The recent introduction of the Electronic Commerce Protection Act, Canada's long-awaited anti-spam bill, has been greeted with initial all-party support in the House of Commons. The bill just passed second reading with committee hearings the next step in the legislative process. My weekly technology law column (Toronto Star version, Ottawa Citizen version, homepage version) argues that looking ahead, the big fight seems destined to focus on the government's desire to establish a comprehensive regime with tough penalties that apply to most commercial communications to consumers. Consumer groups will likely welcome the reforms, while some business and marketing organizations may paint a gloomy picture of the costs associated with the new regulations.
Archive for May 19th, 2009
Appeared in the Toronto Star on May 19, 2009 as Anti-spam Bill Targeting Phishers, Spyware Appeared in the Ottawa Citizen on May 19, 2009 as Long-Awaited Anti-Spam Bill Likely Faces a Few More Hurdles The recent introduction of the Electronic Consumer Protection Act, Canada's long-awaited anti-spam bill, has been greeted […]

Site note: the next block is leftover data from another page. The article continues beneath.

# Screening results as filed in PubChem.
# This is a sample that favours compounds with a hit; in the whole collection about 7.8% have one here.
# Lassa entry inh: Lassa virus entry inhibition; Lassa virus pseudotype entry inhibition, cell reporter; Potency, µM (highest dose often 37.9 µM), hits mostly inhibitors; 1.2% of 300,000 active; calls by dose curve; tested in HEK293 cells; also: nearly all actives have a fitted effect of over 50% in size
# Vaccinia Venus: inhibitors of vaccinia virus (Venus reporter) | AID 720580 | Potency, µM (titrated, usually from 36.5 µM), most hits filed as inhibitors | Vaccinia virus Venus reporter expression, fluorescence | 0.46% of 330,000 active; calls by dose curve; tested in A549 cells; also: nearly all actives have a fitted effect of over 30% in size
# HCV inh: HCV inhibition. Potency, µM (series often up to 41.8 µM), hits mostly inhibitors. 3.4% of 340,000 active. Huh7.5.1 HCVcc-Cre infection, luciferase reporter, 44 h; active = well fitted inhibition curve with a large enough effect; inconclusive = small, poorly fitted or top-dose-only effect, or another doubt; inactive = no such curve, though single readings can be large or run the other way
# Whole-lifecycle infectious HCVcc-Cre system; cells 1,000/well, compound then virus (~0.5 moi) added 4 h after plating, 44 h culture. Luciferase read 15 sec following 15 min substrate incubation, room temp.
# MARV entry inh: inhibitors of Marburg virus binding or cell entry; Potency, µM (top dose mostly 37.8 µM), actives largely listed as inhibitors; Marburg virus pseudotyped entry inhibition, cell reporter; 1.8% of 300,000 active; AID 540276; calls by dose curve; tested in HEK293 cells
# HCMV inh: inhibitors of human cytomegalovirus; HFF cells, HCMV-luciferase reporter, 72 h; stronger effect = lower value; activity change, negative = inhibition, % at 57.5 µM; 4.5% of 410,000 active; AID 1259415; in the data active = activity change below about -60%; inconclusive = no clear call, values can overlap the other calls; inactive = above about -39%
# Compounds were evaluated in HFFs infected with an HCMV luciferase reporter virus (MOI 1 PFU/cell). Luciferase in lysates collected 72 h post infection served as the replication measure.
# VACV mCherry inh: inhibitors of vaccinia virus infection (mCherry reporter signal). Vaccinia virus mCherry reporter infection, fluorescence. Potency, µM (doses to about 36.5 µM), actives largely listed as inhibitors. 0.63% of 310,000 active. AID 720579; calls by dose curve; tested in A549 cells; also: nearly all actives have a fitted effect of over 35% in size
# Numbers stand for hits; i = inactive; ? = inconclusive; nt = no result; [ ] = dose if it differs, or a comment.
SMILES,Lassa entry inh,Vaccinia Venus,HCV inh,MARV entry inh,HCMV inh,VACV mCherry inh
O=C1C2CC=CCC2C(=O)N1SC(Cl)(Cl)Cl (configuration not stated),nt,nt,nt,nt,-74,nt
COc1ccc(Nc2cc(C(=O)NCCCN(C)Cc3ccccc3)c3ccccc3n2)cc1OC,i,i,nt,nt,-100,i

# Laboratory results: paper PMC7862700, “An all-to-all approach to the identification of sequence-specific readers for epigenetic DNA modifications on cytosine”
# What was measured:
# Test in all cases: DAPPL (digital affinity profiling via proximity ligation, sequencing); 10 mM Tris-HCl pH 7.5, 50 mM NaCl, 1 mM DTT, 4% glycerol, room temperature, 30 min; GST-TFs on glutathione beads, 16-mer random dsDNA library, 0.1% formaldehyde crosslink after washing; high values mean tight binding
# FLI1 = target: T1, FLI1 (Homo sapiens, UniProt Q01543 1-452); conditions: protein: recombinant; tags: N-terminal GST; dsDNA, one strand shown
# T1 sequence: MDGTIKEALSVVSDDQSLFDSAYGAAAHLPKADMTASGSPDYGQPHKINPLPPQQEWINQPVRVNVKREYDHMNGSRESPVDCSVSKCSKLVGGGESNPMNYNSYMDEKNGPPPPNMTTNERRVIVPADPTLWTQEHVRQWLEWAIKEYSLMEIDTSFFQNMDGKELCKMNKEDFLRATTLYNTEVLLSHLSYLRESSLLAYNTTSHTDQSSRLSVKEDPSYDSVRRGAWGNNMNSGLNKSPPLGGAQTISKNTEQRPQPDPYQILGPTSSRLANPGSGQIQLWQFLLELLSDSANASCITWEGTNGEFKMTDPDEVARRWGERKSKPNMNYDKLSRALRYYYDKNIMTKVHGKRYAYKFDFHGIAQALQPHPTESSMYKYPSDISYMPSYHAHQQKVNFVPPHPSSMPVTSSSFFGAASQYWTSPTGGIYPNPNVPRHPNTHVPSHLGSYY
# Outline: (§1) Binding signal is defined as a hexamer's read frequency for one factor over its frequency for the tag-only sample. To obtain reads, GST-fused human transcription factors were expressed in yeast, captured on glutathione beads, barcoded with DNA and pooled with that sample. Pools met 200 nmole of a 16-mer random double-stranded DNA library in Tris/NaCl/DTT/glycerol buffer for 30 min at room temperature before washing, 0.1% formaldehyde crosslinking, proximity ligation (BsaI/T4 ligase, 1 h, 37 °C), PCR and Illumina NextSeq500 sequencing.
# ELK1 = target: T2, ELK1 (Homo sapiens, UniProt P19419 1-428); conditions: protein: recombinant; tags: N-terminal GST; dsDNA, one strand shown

Search Engine has made the move to TVO. The first episode includes an announcement that the program will now be available under a Creative Commons licence.
IP Watch reports that U.S. Congressman Howard Berman has inserted language into a bill that would mandate the creation of ten new attaches that would enhance U.S. efforts to pressure foreign countries on IP enforcement. Based on the language in the bill, Canada would be a likely target.